This surprised me. This task shares the same general trends as the the preview paid MTurk task. Most surprisingly, people still seem to really like the number 7. Numbers 0 and 10 are unpopular again, reinforcing my suspicion that users were hesitant to choose extrema.

I've run all tests that I have planned (at least for now). Here is a summary of the results that are displayed above:

Cost per response Response time (average) Mean response Even/Odd responses Invalid responses
JS 0-100 Free1 15 nanoseconds2 47.29 41/59 0
MTurk 0-100 (paid) $0.02 59 seconds 41.51 39/61 0
MTurk 0-100 (unpaid) $0.01 3 minutes and 26 seconds 42.67 47/53 0
JS 0-10 Free1 15 nanoseconds2 4.54 52/48 0
MTurk 0-10 (paid) $0.02 1 minute and 37 seconds 5.89 31/59 53
MTurk 0-10 (unpaid) $0.01 5 minutes and 5 seconds 5.72 40/60 13

There are some interesting numbers here. Here are some figures I noticed from the above results:

  1. I spent a total of $6.00 obtaining responses from 4004 people. Mechanical Turk can really be a cheap method for getting simple feedback from people.
  2. Humans are astronomically slower than computers (obviously). While it typically took workers on MTurk longer than a minute to discover the task and complete it, the average time spent per task as reported by Amazon, was 8 seconds. 8 seconds to read the question and submit a response is a very reasonable amount of time, but that's still 500 million times slower than the computer's 15 nanoseconds.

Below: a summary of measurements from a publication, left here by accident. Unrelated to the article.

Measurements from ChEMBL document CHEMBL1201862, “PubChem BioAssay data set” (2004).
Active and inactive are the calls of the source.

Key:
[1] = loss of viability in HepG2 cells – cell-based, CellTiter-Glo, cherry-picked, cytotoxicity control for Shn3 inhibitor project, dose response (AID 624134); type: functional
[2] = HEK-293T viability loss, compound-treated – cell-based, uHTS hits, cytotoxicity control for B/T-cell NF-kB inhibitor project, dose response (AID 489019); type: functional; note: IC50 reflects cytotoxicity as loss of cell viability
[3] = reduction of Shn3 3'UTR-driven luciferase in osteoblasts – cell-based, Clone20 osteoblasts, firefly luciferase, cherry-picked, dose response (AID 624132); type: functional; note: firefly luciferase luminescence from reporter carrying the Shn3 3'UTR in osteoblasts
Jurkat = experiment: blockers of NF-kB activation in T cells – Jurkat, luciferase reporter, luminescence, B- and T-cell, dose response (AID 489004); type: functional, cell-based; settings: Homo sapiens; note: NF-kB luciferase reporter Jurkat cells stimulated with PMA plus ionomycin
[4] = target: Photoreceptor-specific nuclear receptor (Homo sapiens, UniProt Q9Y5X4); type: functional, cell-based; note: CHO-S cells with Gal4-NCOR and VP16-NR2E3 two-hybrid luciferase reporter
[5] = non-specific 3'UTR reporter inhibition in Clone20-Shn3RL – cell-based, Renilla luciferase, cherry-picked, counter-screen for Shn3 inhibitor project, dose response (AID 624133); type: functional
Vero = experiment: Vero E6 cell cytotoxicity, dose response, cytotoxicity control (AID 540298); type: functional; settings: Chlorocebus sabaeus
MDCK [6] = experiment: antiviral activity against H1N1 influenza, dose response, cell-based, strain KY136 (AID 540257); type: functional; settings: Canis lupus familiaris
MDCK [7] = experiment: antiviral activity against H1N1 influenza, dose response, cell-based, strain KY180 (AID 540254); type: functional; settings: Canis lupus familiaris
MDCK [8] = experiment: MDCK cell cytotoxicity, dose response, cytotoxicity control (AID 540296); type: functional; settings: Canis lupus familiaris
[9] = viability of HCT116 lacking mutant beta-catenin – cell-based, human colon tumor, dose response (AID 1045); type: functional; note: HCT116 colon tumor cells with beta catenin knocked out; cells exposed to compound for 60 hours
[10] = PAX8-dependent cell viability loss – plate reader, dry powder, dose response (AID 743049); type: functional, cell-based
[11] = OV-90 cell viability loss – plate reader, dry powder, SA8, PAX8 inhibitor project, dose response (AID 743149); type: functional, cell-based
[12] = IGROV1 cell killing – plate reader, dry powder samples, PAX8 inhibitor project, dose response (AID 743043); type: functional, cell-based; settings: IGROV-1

3. Humans are definitely faster to respond to paid tasks on MTurk. About 3 times faster actually. Then again, I was a little surprised people responded for free at all.
  4. Humans generated odd numbers more often in every test. Odd numbers were 54.8% more common on average! I have no explanation here.
  5. Humans generated the number 7 more often than any other number. 14.8% of all responses were 7! I don't have any explanation here either.
  6. More paid responses were invalid than free responses. However, I suspect that this may be from workers that previously completed the 0-100 number generation task, as all invalid responses were between 11 and 100 (27, 28, 50, 55, 69, and 69). I was happy to see that less than 2% of all responses were invalid though.